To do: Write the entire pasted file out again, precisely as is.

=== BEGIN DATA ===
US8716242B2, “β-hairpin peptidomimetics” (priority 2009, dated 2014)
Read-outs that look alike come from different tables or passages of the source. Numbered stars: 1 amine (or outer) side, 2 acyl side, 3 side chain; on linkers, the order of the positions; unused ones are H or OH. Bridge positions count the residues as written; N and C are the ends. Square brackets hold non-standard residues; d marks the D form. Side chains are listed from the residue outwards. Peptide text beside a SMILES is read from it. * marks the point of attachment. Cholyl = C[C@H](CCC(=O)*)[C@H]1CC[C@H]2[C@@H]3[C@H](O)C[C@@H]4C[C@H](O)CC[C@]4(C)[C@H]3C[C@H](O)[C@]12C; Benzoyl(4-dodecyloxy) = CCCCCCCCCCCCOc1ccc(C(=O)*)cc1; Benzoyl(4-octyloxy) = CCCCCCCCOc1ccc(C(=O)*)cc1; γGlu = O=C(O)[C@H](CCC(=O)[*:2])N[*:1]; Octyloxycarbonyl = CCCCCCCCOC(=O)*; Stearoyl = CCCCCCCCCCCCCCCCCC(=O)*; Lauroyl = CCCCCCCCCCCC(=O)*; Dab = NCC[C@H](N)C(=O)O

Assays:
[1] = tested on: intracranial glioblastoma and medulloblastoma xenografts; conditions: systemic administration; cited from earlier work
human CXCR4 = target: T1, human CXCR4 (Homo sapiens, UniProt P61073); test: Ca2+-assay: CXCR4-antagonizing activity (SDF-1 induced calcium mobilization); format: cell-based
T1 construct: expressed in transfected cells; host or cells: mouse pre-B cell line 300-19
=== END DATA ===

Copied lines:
US8716242B2, “β-hairpin peptidomimetics” (priority 2009, dated 2014)
Read-outs that look alike come from different tables or passages of the source. Numbered stars: 1 amine (or outer) side, 2 acyl side, 3 side chain; on linkers, the order of the positions; unused ones are H or OH. Bridge positions count the residues as written; N and C are the ends. Square brackets hold non-standard residues; d marks the D form. Side chains are listed from the residue outwards. Peptide text beside a SMILES is read from it. * marks the point of attachment. Cholyl = C[C@H](CCC(=O)*)[C@H]1CC[C@H]2[C@@H]3[C@H](O)C[C@@H]4C[C@H](O)CC[C@]4(C)[C@H]3C[C@H](O)[C@]12C; Benzoyl(4-dodecyloxy) = CCCCCCCCCCCCOc1ccc(C(=O)*)cc1; Benzoyl(4-octyloxy) = CCCCCCCCOc1ccc(C(=O)*)cc1; γGlu = O=C(O)[C@H](CCC(=O)[*:2])N[*:1]; Octyloxycarbonyl = CCCCCCCCOC(=O)*; Stearoyl = CCCCCCCCCCCCCCCCCC(=O)*; Lauroyl = CCCCCCCCCCCC(=O)*; Dab = NCC[C@H](N)C(=O)O

Assays:
[1] = tested on: intracranial glioblastoma and medulloblastoma xenografts; conditions: systemic administration; cited from earlier work
human CXCR4 = target: T1, human CXCR4 (Homo sapiens, UniProt P61073); test: Ca2+-assay: CXCR4-antagonizing activity (SDF-1 induced calcium mobilization); format: cell-based
T1 construct: expressed in transfected cells; host or cells: mouse pre-B cell line 300-19